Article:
If this column appears, then the earth still turns, life goes on as usual, and apocalyptic warnings of millennial catastrophe are seen to be what they have always been: evidence of emotional imbalance and a twisted reading of the Bible.

Apparently there was a similar turn-of-the-millennium frenzy the first time around. Then, ecclesial and political tensions were preparing the traumatic events of 1054 and 1066. Now, high technology has advanced us to the point where we are expressing our apocalyptic Angst under the symbols of Y2K and "The Omega Code." But on the whole, little seems to have changed. If some parallels can be drawn between the eleventh century Cluny movement and certain modern trends toward monastic renewal across the ecumenical landscape, others, more ominous and more typical, can be drawn between the growing Christian-Muslim tensions that led to the First Crusade and the present state of affairs in Bosnia, Kosovo and Chechnya. Smart bombs and plastic explosives have replaced spears and scimitars, but basically things remain pretty much as they were. We still fear each other, and so we still hate each other. Millennial Angst, even more than politics or economics, may explain these recurrent moods.

It's easy to make fun of the way we progressively deepen a circular rut and call it "progress." It's less easy to identify the causes of our obsessive need to make of every sin something dTja vu ("Been there, done that" -- and can't wait to repeat the experience). And still less easy to transform the circular rut into an upward pathway toward the Kingdom of Heaven. Yet that is what we are called to do, and it means transforming our millennial Angst into another, healthier emotion: hope. At its most sublime, this is what the apostle Paul calls "Christ in you, the hope of glory" (Colossians 1:27).

A transformation of that magnitude, however, requires a view of the world and human history that was taken for granted in biblical times but has been relegated to the archives in the centuries following the Enlightenment. It is a view or vision that perceives God to be both Creator and Lord of all things. It acknowledges his unqualified and limitless sovereignty over every person and every event.

A real leap of faith, however, occurs between acceptance of the idea of a Creator and the biblical picture of God as both Redeemer and Father, one who not only brings all things into being, but also guides the development of all things toward their fulfillment. For this implies that God is personally and intimately involved in every aspect of created existence. With regard to ourselves, it means that our life is sustained and guided at every moment toward the end God intends for us, which is eternal participation in his own glorified, divine life.

This is well expressed in a morning prayer that originated in Russia in the mid-19th century: "Teach me to treat all that comes to me throughout the day with peace of soul and with firm conviction that Thy will governs all... In unforeseen events let me not forget that all are sent by Thee." To the Fathers of the Church, sensitive as they were to the tension between divine grace and human freedom, this means that every experience -- including pain, suffering and death -- can be accepted as "sent by God." In the case of the undesirable, this does not mean that God inflicts suffering and death upon us as punishment. These, as Scripture makes clear (Wisdom of Solomon, the letters of St. Paul), are what we have brought upon ourselves by rejecting the Source of life. Yet God allows affliction to come upon us, in all its multiple forms, as part of a divine pedagogy: to lead us through the stages of the spiritual life identified by the terms "purification," "illumination" and "glorification." His one desire for us -- for each of us, without the least exception -- is to bless and fill us with his boundless and inexhaustible love.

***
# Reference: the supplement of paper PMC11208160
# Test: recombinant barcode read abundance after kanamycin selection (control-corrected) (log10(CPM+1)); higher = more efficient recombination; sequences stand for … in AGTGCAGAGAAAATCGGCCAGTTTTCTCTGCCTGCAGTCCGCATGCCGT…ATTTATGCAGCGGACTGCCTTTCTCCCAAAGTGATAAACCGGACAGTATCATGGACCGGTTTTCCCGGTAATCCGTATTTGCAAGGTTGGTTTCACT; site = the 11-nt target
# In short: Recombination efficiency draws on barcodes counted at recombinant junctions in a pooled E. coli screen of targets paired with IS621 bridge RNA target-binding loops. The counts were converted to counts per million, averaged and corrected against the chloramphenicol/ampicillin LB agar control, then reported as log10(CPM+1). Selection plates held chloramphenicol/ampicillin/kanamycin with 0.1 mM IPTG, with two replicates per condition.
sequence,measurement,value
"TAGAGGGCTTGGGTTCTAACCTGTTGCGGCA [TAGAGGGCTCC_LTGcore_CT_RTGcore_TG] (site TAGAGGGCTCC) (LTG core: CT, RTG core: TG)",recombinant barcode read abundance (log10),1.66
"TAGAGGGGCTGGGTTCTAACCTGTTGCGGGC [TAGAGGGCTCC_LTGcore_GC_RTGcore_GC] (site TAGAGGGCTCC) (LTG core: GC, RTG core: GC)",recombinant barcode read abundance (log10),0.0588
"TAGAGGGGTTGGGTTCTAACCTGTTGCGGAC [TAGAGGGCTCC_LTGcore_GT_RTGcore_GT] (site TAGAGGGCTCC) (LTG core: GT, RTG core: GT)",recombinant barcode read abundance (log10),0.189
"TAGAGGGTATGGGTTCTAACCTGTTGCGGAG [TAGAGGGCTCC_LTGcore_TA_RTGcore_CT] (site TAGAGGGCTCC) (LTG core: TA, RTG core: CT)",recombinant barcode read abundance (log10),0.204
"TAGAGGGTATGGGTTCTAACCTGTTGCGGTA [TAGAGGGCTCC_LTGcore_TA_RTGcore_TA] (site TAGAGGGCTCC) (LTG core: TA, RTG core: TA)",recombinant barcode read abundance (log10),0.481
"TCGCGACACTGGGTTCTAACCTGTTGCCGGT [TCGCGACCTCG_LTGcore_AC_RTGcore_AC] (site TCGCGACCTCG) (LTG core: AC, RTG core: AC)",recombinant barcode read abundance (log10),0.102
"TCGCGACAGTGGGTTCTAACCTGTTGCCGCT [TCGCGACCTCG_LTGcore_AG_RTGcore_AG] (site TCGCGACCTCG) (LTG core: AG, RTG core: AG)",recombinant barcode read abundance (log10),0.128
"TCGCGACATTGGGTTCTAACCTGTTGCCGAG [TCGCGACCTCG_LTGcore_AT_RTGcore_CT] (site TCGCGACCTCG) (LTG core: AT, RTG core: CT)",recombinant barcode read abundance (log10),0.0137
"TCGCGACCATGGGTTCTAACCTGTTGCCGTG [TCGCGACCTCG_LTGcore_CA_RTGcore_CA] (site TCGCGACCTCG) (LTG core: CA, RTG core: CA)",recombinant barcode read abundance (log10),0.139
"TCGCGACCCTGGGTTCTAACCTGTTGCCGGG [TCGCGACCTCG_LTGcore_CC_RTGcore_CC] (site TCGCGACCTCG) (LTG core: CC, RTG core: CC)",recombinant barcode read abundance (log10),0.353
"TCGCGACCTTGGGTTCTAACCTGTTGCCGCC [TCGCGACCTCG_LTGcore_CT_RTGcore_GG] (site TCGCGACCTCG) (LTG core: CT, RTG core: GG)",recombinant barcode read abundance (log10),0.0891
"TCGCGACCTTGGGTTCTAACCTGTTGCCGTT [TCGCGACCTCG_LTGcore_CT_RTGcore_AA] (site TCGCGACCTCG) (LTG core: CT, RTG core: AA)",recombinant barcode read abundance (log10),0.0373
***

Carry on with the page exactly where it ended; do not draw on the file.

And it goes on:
How does this biblical perspective of God's sovereignty and God's love relate to the issue of millennial Angst? The most succinct answer is given in chapter four of the First Epistle of St. John: "Perfect love drives out fear." Our love is far from perfect. But we can understand that the love spoken of here, that becomes our own, originates with him who is Love itself.

Fear assumes countless shapes and forms. Each of them is evidence of a pathology, a spiritual illness over which, more often than not, we have little or no control. Millennial Angst is fear of the future, of the unknown and uncontrollable. As St. John further points out, it is an expression of our fear of punishment: by God, by others, even by ourselves, when we fail to live up to the artificially high standards we set for ourselves. "Fear has to do with punishment, and he who fears is not perfected in love."

Nevertheless, dread of the future -- anxiety in the face of what lies ahead, be it in a day or a millennium -- is an illness that can be cured. "We love," the apostle concludes, "because he first loved us." And it is that ineffable divine love which enables us to surrender "ourselves and each other, and all our life, to Christ our God." It is that love which transforms anxiety and dread into the hope that has enabled multitudes of saints, and especially the holy martyrs, to put away their fears and to embrace their future with the conviction that God's loving will truly governs all things.

As we welcome in the new millennium, we can do so with confidence, peace and genuine hope. We can truly *welcome* it, knowing that what the future ultimately holds is the promise, not of failure, death and corruption, but of hope. The hope of glory.

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